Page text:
Poison Ivy of the Mind

Like scratching poison ivy only makes it itch more, the more you indulge some thoughts and worries, the worse they get. You know what I’m talking about, right? Such pesky thoughts can mess up an otherwise good day, cause someone to lose a job, or at the extreme, can ruin a life and manifest as a full-blown obsessive-compulsive disorder (OCD).

In his book, Mindsight: The New Science of Personal Transformation, one of Dan Seigel’s patients refers to this as “Overactive Checker Deployment.”  Seigel, a professor of psychiatry at UCLA school of Medicine, co-director of the UCLA Mindfulness Awareness Research Center, and executive director of the Mindsight Institute, explains that we have brain circuits that have evolved over millions of years to keep us safe. These brain regions include the flight-flight-freeze system of the brain stem, the fear-producing amygdala of the limbic area, and the worrying and planning prefrontal cortex which work together to activate survival reflexes to push our cortical regions to constantly scan for danger. Hence, the “checker.”

Siegel explains that the checker actually protects us and is our friend and uses the acronym SAM to explain its functioning. First, it scans for danger. If it detects any, either physically or merely in our own thoughts, it sends an alert of fear, and, then, motivates a person to take some action. If the checker gets over enthusiastic, always imagining the worst case scenario and constantly preparing for danger – even if just imagined – it can result in chronic worry and anxiety or even full blown OCD.

Focusing inward and becoming more aware, has proven very successful in decreasing the impact of anxious thoughts and even treating OCD. No wonder the monks are always kinda grinning! Mindfulness practices teach a person to physically calm themselves and begin the process of self-regulation in the brain which, with repetition and neuroplasticity, physically alters the brain circuits.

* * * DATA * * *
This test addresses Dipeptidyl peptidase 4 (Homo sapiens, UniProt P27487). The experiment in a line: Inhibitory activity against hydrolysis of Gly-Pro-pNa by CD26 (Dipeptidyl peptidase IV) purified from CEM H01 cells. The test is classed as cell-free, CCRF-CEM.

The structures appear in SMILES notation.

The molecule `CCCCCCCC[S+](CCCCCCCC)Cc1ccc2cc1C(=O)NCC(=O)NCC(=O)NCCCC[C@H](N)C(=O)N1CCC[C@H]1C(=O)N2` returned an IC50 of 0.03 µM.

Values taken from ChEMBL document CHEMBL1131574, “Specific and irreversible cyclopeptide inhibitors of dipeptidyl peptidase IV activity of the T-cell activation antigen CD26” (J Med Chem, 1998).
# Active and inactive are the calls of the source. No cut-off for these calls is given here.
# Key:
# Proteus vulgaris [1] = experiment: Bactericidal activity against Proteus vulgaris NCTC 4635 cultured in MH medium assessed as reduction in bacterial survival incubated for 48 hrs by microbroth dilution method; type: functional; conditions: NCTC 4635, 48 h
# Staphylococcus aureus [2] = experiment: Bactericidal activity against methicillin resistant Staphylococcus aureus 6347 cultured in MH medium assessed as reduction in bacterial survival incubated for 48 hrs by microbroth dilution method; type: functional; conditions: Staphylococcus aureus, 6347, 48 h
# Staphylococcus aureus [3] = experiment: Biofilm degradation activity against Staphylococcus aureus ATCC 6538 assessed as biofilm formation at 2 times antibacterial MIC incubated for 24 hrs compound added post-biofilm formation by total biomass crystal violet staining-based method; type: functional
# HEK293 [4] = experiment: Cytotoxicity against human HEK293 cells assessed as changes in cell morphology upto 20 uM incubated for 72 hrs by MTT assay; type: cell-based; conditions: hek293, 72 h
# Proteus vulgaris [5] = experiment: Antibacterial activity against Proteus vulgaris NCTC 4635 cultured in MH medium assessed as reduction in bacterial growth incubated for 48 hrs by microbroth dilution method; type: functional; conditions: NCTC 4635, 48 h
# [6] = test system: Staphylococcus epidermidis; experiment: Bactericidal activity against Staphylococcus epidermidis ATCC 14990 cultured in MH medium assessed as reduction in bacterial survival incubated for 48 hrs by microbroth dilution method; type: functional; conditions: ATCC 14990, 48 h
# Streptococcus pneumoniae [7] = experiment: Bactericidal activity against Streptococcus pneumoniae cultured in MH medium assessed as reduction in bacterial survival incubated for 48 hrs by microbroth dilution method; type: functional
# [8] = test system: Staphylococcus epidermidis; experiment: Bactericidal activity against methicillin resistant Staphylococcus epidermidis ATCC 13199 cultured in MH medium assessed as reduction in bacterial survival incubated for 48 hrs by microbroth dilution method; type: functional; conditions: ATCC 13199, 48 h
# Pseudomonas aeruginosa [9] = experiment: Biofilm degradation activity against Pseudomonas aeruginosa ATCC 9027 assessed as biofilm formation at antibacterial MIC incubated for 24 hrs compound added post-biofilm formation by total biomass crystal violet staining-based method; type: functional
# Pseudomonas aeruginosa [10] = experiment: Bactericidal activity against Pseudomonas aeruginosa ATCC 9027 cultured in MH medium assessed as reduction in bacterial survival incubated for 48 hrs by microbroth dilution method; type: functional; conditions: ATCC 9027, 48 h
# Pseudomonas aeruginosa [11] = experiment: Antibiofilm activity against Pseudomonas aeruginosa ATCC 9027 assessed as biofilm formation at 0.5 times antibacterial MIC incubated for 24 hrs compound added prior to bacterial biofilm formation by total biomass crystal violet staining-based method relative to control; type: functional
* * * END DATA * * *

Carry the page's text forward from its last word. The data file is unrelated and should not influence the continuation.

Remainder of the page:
Jeffrey Schwartz pioneered this practice in the 1990’s by combining his interest in Buddhist philosophy with his neuroanatomy research and verified its effectiveness with brain scans. His four-step therapy is outlined in his book Brain Lock: Free Yourself from Obsessive-Compulsive Behavior and has become an established treatment for OCD. The four steps are: relabel; reattribute; refocus and revalue.

While I wouldn’t say I had OCD, I definitely had the behavioral tendencies, through-the-roof anxiety, and obsessive thoughts. After reading his book, I had reminders with the four steps posted everywhere — on my refrigerator, in my meditation corner, on my bathroom mirror and even on the dashboard of my car.

Every time one of the nasty, little thoughts that were all too common to me before, that led to depression and a suicide attempt, would pop up I’d follow the four steps and argue with it.  I was just damn determined that I wasn’t going to be a slave to my thoughts anymore.   Over time, with dogged repetition and determination, it worked, and I’m not!

image source:  https://www.flickr.com/photos/piper/

13 Comments

  1. Debbie,
    Thanks for this article and letting us know about this book. I’m very interested in the science behind meditation and mindfulness and it’s ability to help us down-regulate the Fight-Flight response and all those pesky thoughts like anxiety and depression. Yours is a remarkable story and so heartening for anyone trying to manage a brain gone wild. Lots of love and appreciation for you.

  2. Debbie Hampton Reply

    Sandra, thanks for the love! My story even amazes me especially because I had no real idea of what I was doing and no professional guidance. I do believe I was being guided by a beloved brother who is in spirit. I always stumbled onto the right thing at just the right time. Now, I want to share what I have discovered.

    The great thing about these practices is that they can work for anyone. No brain injury required. Taking control of your mind is the key to taking control of your life, I know. It is wonderful that science is backing it up.

  3. Tina Sullivan Reply

    Debbie – you are so right when you say you were “led” to things at the right time. RIGHT NOW my son is doing all of the above, as we gently guide him back to healing… Thanks so much for sharing. (BTW, as I read him some of the info, he said, “That’s makes so much sense.”
    Thanks.

    • Debbie Hampton Reply

      Tina, it makes me so happy that your son is finding some learning through my blog. Thanks for sharing! 🙂

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